22nd September 2017
There’s been a lot of talk of cross-country collaboration in the clampdown on global tax evasion, with an impressive number of nations signing up to the Common Reporting Standard. However, it would appear that tensions are beginning to surface, with German officials pointing the finger at other member states in claims that they are being ‘unhelpful’ in this fight.
Germany wants more
In its allegations, Berlin’s Federal Ministry of Finance has claimed that Italy, France and Spain haven’t necessarily been as co-operative as they could be, subsequently allowing large companies to avoid billions in tax payments.
These claims surfaced in Germany earlier this month following a leaked report which was allegedly due to be published towards the end of the year. In minutes reported by Zeit.de, the use of ‘patent boxes’ – in which companies are allowed to apply a lower rate of Corporation Tax to profits made on patented inventions – was singled out as an example of loopholes which had been left open. If true, this could potentially cost the Eurozone 50 to 70 billion euros in revenue every year.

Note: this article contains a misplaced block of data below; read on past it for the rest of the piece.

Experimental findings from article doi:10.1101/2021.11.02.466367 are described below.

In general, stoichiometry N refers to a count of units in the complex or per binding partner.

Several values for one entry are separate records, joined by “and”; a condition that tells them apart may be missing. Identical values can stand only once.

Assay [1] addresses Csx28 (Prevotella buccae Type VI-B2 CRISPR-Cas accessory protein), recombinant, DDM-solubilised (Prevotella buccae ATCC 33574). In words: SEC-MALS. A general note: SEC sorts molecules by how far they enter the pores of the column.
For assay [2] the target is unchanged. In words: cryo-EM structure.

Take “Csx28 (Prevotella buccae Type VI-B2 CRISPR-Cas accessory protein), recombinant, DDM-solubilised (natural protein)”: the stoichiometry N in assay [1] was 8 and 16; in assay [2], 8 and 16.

Officials also called out Britain, claiming that it was delaying beneficial reforms by preventing the publication of an EU-wide blacklist of tax havens.
Global tax evasion high on the hit list
These controversial claims come at a time when the European Commission has cemented its commitment to ensuring large companies pay the correct tax payments across borders. Back in July new transparency rules were voted for by the European parliament which required multinationals to report tax and financial data in every country they operate in.
However, it has been reported that these regulations include a loophole which means that ‘commercially sensitive’ information is exempt from these rules, prompting concerns that wealthy companies aren’t paying their way.
Why this matters to you
While this almost sounds like another case of ‘he said, she said’, it does demonstrate the ever-toughening market in which firms and contractors are now operating. And as concern grows over global tax evasion, it’s safe to say that the crackdown on such activity will only increase. In such an environment, the complexity of cross-country taxes will also worsen, making it ever more vital to partner with an expert that can help you and your firm avoid any possible penalties as a result of incorrect payments.
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